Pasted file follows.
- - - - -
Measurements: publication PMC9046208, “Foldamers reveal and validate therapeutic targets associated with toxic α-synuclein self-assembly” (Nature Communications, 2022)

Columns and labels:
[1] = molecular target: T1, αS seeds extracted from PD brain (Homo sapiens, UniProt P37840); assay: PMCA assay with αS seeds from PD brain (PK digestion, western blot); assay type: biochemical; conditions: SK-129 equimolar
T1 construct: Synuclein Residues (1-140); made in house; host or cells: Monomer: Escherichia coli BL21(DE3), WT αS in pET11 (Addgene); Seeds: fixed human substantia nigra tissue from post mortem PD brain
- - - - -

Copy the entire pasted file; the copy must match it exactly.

Measurements: publication PMC9046208, “Foldamers reveal and validate therapeutic targets associated with toxic α-synuclein self-assembly” (Nature Communications, 2022)

Columns and labels:
[1] = molecular target: T1, αS seeds extracted from PD brain (Homo sapiens, UniProt P37840); assay: PMCA assay with αS seeds from PD brain (PK digestion, western blot); assay type: biochemical; conditions: SK-129 equimolar
T1 construct: Synuclein Residues (1-140); made in house; host or cells: Monomer: Escherichia coli BL21(DE3), WT αS in pET11 (Addgene); Seeds: fixed human substantia nigra tissue from post mortem PD brain